BRCK acquires ISPs EveryLayer and Surf to boost Africa’s public Wi-Fi

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Kenyan communications hardware company BRCK has acquired the assets of Nairobi based internet provider Surf and its U.S. parent EveryLayer in a purchase deal of an undisclosed amount announced Friday.

Based in Nairobi, Surf is a hotspot service provider aimed at offering affordable internet to lower income segments. BRCK is a five year old venture that pairs its rugged WiFi routers to internet service packages designed to bring people online in frontier and emerging markets.

With the acquisition, BRCK gains the assets of San Francisco based EveryLayer and its Surf subsidiary, including 1200 hotspots and 200,000 active customers across 22 cities in Kenya, according to BRCK CEO and founder Erik Hersman. EveryLayer CEO Mark Summer confirmed these details with TechCrunch.

Backed by $10 million from investors including Steve Case’s  href=”https://www.crunchbase.com/organization/revolution” [...]  read more

Facebook may take extra steps to remove anti-vaccine misinformation

Schiff noted that Facebook is surfacing and recommending messages that may pose a threat to public health. For instance, the Guardian recently reported that Facebook was accepting and promoting ads from anti-vax groups. “Repetition of information, even if false, can often be mistaken for accuracy,” he wrote. “The algorithms which power these services are not designed to distinguish quality information from misinformation.”

Facebook said that it’s “exploring additional measures to best combat the problem,” including “reducing or removing this type of content from recommendations, including ‘Groups You Should Join,’ and demoting it in search results, while also ensuring that higher quality and more authoritative information is available.”

 [...]  read more

When do you go native?

The hardest decision in app development is often the very first one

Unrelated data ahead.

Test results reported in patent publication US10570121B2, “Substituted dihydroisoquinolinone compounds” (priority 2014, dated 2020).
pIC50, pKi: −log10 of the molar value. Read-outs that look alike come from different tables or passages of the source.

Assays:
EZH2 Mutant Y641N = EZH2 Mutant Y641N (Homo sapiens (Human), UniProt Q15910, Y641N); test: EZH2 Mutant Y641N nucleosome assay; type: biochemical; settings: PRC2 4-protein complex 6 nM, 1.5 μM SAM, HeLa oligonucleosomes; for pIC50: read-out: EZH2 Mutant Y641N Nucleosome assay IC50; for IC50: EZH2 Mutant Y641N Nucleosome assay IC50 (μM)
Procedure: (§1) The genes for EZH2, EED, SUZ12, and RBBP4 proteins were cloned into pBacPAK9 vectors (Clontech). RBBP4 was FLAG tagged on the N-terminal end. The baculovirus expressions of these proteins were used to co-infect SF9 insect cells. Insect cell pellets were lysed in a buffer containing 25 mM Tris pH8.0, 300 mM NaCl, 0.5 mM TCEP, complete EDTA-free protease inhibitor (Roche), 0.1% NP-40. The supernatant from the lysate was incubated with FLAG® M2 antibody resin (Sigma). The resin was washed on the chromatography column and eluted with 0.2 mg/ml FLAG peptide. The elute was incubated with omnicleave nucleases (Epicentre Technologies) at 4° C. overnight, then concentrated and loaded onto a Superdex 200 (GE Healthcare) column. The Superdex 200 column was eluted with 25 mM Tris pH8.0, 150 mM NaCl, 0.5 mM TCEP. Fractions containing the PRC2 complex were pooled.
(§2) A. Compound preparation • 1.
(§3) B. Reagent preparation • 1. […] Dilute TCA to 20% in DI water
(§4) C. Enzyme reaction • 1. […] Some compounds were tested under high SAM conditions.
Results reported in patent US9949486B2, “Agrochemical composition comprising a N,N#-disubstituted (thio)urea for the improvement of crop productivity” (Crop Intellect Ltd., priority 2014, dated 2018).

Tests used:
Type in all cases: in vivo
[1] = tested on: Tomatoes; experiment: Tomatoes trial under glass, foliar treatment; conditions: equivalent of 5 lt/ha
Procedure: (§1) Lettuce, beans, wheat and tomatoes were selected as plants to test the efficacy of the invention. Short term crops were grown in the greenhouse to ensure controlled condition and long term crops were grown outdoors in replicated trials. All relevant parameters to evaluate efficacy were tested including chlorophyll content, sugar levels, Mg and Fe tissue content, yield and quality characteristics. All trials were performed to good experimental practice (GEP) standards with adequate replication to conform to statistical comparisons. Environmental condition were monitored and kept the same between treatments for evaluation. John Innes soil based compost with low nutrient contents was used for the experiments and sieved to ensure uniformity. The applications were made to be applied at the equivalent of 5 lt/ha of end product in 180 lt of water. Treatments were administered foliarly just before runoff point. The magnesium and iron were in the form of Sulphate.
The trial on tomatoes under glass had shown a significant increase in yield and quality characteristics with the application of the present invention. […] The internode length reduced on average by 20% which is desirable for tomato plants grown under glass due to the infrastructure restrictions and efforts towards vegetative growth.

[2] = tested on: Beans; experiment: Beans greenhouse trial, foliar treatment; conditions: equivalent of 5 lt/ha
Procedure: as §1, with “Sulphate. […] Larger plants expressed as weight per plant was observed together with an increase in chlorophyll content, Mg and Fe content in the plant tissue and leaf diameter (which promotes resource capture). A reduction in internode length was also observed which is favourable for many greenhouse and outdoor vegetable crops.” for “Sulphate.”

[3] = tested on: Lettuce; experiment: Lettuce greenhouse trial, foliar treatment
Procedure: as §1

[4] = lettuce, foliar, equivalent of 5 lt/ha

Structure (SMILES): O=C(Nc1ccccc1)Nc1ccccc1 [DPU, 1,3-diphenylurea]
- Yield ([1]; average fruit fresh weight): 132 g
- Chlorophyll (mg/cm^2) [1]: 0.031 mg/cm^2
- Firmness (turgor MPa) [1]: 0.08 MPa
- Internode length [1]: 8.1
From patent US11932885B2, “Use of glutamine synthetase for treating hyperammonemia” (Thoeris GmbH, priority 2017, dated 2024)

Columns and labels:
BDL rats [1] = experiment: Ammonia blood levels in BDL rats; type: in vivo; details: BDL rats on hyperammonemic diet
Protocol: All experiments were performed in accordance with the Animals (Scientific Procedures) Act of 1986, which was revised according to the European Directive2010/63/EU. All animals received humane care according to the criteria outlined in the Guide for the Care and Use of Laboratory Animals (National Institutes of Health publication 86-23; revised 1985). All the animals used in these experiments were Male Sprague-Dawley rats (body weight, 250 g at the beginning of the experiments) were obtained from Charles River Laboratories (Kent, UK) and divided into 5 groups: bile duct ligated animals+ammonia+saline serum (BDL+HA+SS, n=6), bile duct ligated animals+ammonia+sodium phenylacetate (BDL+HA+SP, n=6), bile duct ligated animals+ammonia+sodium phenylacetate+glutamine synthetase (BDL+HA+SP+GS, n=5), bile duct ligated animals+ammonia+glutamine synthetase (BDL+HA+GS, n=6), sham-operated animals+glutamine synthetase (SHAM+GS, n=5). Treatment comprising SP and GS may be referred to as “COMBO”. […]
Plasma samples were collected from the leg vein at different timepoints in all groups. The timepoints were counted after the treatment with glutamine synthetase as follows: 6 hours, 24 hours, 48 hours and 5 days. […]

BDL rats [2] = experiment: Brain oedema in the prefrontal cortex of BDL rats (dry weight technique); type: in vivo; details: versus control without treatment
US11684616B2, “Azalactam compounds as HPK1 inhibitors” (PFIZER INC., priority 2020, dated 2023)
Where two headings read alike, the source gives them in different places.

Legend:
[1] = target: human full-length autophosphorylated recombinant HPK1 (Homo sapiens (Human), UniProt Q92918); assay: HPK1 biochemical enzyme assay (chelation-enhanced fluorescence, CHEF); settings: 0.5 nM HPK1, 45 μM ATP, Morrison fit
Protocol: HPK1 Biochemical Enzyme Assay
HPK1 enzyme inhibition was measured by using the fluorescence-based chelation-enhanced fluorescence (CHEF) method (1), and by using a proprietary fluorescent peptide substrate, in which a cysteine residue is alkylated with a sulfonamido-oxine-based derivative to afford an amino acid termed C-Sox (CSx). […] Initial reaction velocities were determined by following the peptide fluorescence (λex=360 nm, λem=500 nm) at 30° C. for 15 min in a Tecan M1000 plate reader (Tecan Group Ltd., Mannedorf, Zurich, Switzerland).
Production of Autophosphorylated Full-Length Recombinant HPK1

Jon Evans

Jim Steyer runs the powerful nonprofit Common Sense Media; now he’s using his influence to battle big tech

California Governor Gavin Newsom earlier today proposed a so-called digital dividend that would let consumers share in the profits generated by California-based tech companies that have been “collecting, curating and monetizing” their users’ personal data. Newsom added that he has asked his administration to develop a proposal for a “new data dividend for Californians, because we recognize that data has value, and it belongs to you.”

It’s an idea that tech companies will surely argue against if it begins to take shape beyond a talking point, but it has at least one early proponent: Jim Steyer, the founder and CEO of the hugely popular, 15-year-old nonprofit organization Common Sense Media. In fact, says Steyer, the idea is his, and Common Sense, which also has powerful advocacy and educational arms, is working on related legislation right now.

Steyer’s involvement in the background might surprise some of the 125 million people who visit the site each year for advice on [...]  read more

Facebook urged to offer an API for political ad transparency research

Facebook has been called upon to provide good faith researchers with an API to enable them to study how political ads are spreading and being amplified on its platform.

A coalition of European academics, technologists and human and digital rights groups, led by Mozilla, has signed an open letter to the company demanding far greater transparency about how Facebook’s platform distributes and amplifies political ads ahead of elections to the European parliament which will take place in May.

We’ve reached out to Facebook for a reaction to the open letter.

The company had already announced it will launch some of its self-styled ‘election security’ measures in the EU before then — specifically an authorization and transparency system for political ads.

Last month its new global comms guy — former European [...]  read more

Is Europe closing in on an antitrust fix for surveillance technologists?

The German Federal Cartel Office’s decision to order Facebook to change how it processes users’ personal data this week is a sign the antitrust tide could at last be turning against platform power.

One European Commission source we spoke to, who was commenting in a personal capacity, described it as “clearly pioneering” and “a big deal”, even without Facebook being fined a dime.

The FCO’s decision instead bans the social network from linking user data across different platforms it owns, unless it gains people’s consent (nor can it make use of its services contingent on such consent). Facebook is also prohibited from gathering and linking data on users from third party websites, such as via its tracking pixels and social plugins.